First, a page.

The RSA Attack
Yet another spear-phishing attack that jerked the cybersecurity world was the attack on the security firm RSA in the year 2011. This attack targeted two groups within the company and sent spear-phishing e-mails with the subject: “2011 Recruitment Plan.” While the e-mail was auto marked spam, one employee still managed to open it. And that was all that the adversaries wanted! Opening the e-mail installed a form of malware onto the computer giving the attacker complete access and the ability to steal sensitive data.
The Attack On Electronic Frontier Foundation
The attackers targeted the subscribers of Electronic Frontier Foundation (EFF) in a spear-phishing attack back in 2015. They redirected the victims to a fraudulent website Electronicfrontierfoundation.org which when opened, distributed keyloggers and other malware. However, the EFF took charge of the domain and controlled things after discovering the scam.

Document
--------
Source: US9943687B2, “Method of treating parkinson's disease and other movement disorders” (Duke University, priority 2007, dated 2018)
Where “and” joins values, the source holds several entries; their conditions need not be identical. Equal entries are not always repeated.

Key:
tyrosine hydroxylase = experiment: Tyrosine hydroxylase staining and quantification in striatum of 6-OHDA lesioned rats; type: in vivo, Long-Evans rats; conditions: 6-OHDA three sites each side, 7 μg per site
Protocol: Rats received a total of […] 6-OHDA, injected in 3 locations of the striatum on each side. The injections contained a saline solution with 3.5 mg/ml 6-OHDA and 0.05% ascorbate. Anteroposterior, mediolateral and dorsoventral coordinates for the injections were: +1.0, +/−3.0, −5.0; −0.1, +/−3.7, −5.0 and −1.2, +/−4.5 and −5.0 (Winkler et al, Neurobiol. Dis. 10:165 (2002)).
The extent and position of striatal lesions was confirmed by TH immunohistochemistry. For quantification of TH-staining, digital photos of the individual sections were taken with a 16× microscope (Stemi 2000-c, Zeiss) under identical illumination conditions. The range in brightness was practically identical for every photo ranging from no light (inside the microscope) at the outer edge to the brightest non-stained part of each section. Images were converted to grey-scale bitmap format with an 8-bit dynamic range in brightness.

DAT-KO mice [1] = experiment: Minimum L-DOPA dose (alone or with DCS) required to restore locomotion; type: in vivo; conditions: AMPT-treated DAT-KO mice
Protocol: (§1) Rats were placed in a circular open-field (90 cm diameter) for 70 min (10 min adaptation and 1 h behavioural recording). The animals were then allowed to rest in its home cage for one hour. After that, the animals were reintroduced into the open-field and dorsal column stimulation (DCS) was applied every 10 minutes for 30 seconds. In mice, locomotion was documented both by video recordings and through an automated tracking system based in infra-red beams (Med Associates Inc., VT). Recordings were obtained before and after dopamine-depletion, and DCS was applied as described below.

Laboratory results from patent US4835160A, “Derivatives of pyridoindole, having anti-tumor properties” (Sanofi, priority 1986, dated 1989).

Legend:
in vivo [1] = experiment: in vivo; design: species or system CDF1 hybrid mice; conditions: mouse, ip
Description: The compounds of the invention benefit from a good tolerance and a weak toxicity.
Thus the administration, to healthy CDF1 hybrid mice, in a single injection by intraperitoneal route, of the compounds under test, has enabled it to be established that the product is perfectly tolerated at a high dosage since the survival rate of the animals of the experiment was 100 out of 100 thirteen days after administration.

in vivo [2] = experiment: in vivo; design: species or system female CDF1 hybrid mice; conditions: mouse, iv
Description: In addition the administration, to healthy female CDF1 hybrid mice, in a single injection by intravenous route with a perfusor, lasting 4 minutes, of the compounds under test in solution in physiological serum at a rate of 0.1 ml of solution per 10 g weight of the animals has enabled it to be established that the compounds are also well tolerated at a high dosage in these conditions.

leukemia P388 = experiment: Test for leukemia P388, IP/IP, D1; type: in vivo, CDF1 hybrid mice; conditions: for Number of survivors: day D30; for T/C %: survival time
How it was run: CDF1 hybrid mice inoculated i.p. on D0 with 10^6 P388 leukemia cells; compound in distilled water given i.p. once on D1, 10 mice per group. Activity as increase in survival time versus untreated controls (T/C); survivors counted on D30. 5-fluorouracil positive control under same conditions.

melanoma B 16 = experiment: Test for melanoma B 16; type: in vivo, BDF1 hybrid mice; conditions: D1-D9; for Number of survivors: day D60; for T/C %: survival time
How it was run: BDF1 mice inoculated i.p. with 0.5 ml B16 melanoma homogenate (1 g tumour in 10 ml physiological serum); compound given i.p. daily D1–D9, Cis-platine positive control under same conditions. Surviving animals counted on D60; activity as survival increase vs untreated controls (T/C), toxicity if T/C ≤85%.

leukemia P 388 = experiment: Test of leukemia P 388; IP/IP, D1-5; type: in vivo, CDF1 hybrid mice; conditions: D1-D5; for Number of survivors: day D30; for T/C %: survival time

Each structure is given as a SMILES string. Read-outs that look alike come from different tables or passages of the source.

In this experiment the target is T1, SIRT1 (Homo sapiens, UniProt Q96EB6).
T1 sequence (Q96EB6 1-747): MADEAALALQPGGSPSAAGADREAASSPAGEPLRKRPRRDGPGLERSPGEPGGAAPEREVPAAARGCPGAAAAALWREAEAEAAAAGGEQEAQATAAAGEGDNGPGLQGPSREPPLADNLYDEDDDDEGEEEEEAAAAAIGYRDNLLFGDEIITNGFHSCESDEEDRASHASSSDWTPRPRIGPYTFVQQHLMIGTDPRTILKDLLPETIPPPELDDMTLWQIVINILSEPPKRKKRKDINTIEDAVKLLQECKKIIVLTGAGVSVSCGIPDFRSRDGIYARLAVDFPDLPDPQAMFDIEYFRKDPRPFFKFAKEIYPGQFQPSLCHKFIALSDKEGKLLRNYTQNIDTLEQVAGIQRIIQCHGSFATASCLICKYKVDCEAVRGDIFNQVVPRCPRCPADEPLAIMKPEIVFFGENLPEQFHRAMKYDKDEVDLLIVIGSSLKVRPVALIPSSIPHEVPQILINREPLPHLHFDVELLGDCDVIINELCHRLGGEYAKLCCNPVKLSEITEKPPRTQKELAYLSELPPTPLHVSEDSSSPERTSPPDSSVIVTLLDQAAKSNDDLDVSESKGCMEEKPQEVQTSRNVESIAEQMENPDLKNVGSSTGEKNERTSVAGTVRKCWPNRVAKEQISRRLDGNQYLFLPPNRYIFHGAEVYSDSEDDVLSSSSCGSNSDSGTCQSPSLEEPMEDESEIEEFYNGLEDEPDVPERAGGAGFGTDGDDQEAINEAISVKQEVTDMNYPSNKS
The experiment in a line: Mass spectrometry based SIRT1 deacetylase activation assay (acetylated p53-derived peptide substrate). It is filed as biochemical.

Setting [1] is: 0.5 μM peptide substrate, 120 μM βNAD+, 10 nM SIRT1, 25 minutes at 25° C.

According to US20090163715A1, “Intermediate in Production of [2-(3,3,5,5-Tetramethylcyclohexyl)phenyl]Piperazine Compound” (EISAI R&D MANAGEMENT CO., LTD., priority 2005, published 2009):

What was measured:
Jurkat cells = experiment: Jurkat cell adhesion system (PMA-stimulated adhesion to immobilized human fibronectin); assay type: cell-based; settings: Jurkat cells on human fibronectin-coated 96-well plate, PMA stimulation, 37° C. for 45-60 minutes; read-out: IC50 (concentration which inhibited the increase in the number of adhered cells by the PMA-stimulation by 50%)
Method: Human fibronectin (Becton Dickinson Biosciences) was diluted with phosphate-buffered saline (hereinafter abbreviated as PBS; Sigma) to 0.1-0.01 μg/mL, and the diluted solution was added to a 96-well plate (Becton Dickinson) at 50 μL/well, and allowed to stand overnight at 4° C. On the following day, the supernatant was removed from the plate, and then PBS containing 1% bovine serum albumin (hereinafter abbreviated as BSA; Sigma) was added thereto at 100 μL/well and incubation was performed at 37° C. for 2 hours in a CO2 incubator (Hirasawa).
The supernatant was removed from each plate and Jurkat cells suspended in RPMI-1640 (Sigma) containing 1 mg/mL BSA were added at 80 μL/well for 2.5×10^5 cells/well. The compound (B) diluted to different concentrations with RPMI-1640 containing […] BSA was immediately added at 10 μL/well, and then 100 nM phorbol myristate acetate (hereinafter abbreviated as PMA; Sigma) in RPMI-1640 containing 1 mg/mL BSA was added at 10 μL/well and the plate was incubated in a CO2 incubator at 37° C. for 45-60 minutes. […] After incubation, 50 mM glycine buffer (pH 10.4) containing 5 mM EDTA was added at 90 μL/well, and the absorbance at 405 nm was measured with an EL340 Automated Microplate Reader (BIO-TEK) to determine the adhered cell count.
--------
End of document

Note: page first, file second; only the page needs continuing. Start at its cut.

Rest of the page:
How To Prevent Spear Phishing Attacks?
Now that we know the enormous impact of spear phishing attacks on the functioning of a system and organization, it is prudent to take measures to ensure spear phishing protection. But how to prevent spear phishing attacks? Let us look at the various steps to avoid spear phishing attacks:
Having a strong password is the key to preventing attackers from gaining access to our private accounts or files. However, merely having a decipherable and robust password isn’t enough. We must be responsible enough to change our password time to time so that the vicious attackers do not find any leeway.